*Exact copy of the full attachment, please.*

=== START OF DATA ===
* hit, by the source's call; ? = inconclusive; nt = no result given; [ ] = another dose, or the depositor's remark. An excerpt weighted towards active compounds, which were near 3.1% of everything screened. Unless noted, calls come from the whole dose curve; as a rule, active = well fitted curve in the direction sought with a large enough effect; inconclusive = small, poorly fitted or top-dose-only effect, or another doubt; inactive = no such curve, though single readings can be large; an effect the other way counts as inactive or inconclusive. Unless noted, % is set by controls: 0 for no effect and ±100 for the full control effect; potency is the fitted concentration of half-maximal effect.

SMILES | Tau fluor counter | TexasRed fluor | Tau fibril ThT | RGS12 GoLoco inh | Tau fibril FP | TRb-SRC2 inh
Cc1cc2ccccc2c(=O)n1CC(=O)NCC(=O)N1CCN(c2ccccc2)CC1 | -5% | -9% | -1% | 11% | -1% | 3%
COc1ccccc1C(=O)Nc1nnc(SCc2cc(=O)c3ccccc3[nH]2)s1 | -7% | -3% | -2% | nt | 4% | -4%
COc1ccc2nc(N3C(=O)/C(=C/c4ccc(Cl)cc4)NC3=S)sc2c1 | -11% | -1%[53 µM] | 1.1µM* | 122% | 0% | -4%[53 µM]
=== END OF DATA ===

* hit, by the source's call; ? = inconclusive; nt = no result given; [ ] = another dose, or the depositor's remark. An excerpt weighted towards active compounds, which were near 3.1% of everything screened. Unless noted, calls come from the whole dose curve; as a rule, active = well fitted curve in the direction sought with a large enough effect; inconclusive = small, poorly fitted or top-dose-only effect, or another doubt; inactive = no such curve, though single readings can be large; an effect the other way counts as inactive or inconclusive. Unless noted, % is set by controls: 0 for no effect and ±100 for the full control effect; potency is the fitted concentration of half-maximal effect.

SMILES | Tau fluor counter | TexasRed fluor | Tau fibril ThT | RGS12 GoLoco inh | Tau fibril FP | TRb-SRC2 inh
Cc1cc2ccccc2c(=O)n1CC(=O)NCC(=O)N1CCN(c2ccccc2)CC1 | -5% | -9% | -1% | 11% | -1% | 3%
COc1ccccc1C(=O)Nc1nnc(SCc2cc(=O)c3ccccc3[nH]2)s1 | -7% | -3% | -2% | nt | 4% | -4%
COc1ccc2nc(N3C(=O)/C(=C/c4ccc(Cl)cc4)NC3=S)sc2c1 | -11% | -1%[53 µM] | 1.1µM* | 122% | 0% | -4%[53 µM]